Eva Pascoe column
Tuesday 02 September 1997
Libretto is a hand-held computer just launched by Toshiba, and it was meant to replace my notebook. Sunday was the first time that I tried to type anything more than a one-line entry. Little did I know that the designers had developed an advanced motor skills test pretending to be a pointing device. Libretto has a pad to the right of the screen that requires you to take your hand off the keyboard and inevitably causes the screen to move.
The keyboard itself is a disaster, too, as the 15mm key pitch is just too small and a nightmare for a fast typist. This was terribly disconcerting, as I actually need to do a lot of inputting, of figures to my spreadsheets, and, performance-wise, Libretto seems to be roughly on par with a low- end notebook, with its 75MHz Pentium, 16/32Mb RAM, and only 2.5lbs weight. Being able to type fast, particularly inputting figures, is crucial to my work. The bad input device has lost the makers a customer with a significant PR value.
Since its price point is pretty high (pounds 2,000), the fact that I still need to get a new, full-size notebook to do the core of my work was a rather devastating discovery. There is a price point at which you are not an "early adopter" but a sad sucker for gadgets, and the price I paid was exactly on that point. It seems odd that Toshiba spent its bucks on developing the device but forgot that computers are after all only used to manipulate data faster than we could do with calculators. If you cannot get the data into them in the first place, or write meaningful communications pieces, the value of Libretto is rather low. Yes, it can be a toy to play Solitaire with during a dull meeting but I can do that with my pounds 300 Pilot.
Surprisingly, a lot of hardware manufacturers seem to be forgetting why we use computers and land us with input devices from hell. Another joyful attempt at selling us a "hand-held" device almost but not quite as good as a real laptop for almost the same price is Velo, from PhilipsSoft, or rather by Philips in collaboration with Microsoft (http://www.velo1.com).
My close friend is a doctor in the emergency ward and we have looked a lot at hand-held wireless input devices for medics that could save time spent on typing notes. Physix, a US leader in mobile pen-based software for medical use, has just announced the extension of its Newton-based product PocketChart to Velo. This is a very cool product that the NHS should have a good look at. It supports the whole hospital work-flow from the process of registering the patient, to entering notes on the go to sending prescriptions directly to the pharmacy from the doctor's pad, saving time spent on retyping notes from handwritten scribbles to the PC.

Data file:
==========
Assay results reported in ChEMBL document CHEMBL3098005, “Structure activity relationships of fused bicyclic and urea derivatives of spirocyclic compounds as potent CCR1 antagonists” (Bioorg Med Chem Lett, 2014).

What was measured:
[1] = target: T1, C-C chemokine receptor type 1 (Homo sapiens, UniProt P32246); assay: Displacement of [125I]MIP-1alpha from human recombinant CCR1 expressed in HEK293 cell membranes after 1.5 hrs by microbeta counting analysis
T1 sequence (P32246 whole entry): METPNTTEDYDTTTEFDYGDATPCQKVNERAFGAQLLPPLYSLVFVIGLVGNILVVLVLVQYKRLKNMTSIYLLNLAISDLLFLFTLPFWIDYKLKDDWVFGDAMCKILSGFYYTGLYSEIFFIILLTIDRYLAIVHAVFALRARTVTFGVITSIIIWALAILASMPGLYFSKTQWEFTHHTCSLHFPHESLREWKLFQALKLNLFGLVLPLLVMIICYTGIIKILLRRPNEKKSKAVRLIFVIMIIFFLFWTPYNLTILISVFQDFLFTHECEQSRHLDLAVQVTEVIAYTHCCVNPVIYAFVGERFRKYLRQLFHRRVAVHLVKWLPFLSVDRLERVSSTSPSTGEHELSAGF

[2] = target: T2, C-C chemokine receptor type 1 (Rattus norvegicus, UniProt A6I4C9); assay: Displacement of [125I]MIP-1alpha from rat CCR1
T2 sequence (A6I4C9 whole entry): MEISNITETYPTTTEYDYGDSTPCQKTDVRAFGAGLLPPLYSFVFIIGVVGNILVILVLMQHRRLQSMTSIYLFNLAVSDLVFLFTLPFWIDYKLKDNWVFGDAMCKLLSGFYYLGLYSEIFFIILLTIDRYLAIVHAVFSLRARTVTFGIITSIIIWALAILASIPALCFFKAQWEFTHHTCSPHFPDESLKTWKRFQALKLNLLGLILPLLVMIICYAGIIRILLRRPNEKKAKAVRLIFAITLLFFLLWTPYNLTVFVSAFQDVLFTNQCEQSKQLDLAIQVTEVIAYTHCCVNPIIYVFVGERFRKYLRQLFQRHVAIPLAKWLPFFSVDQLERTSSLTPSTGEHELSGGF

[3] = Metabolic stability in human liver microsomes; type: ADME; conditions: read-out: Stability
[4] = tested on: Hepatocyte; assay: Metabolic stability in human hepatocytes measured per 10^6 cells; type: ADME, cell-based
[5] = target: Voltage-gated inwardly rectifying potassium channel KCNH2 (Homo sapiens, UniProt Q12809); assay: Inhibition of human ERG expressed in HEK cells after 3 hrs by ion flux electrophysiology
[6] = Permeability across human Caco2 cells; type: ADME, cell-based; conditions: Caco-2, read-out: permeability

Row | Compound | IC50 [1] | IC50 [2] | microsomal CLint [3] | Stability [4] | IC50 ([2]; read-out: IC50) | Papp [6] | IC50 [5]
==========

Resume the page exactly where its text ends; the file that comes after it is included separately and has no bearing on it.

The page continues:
Apple's Newton was found by the US doctors to be too heavy. Pilot Pro is not up to the job, either, so the much smaller and lighter Velo appeared to be the right hardware platform choice. But the Velo keyboard is still too small for typing, even brief notes on the move, and besides, doctors don't like typing. Microsoft is attempting to resolve the issue with Calligrapher, a handwriting recognition system that apparently is more user-friendly than the current Pilot system. My Rs on the Pilot still come out as anything from V to B, and my normal handwriting deteriorated from bad to worse from having to press at weird points of the letters. So I would be very interested in testing Calligrapher, which claims to have resolved the need to train us in the use of pressure and curves that Pilot loves so much.
Talking about pressure in input devices, we must not forget one of the ultimate input tools, the Wacom tablet (http://www.wacom.com). I watched Wacom developments with great interest, since using a normal pen on a flat tablet feels to me the natural way of interacting with the screen. I remember when on the first day of opening Cyberia I found myself dealing with a woman who put the mouse over the computer screen and was complaining that nothing worked. Since then, we have tried any input tool that would be closer to intuitive than the mouse sitting flat on the side of the keyboard, and the Wacom tablet, with its pressure-sensitive Erasing Ultrapen, is liked by kids and graphic designers alike. The next step for Wacom is likely to be a new take on touch screens for hand-held computers, combined with tablet functionality, pens for doctors and graphic designers, and collapsible keyboard for the spreadsheet slaves like me.
The answer for ideal input devices that will sell like hot cakes to gadget- seekers and normal consumers alike is simply understanding the context of the same user going through different applications during the course of the day. Standing up and writing a short note about a patient is different from sitting on the train and slotting the last-minute bullet points to my PowerPoint presentation, and different from picking up e-mail from my boyfriend while sitting in a traffic jam.
Someone somewhere will solve all these challenges for hand-helds by getting the input devices, weight and processing power right, but for now if you want to send a note of respect to the Princess Diana condolences page, use your notebook with the old, comfortable keyboard where your thoughts and emotions can flow freely without the distraction of needing a magnifying glass just to find the @ sign on your Velo. Meanwhile, please e-mail with your experiences of hand-helds and input devices to firstname.lastname@example.org
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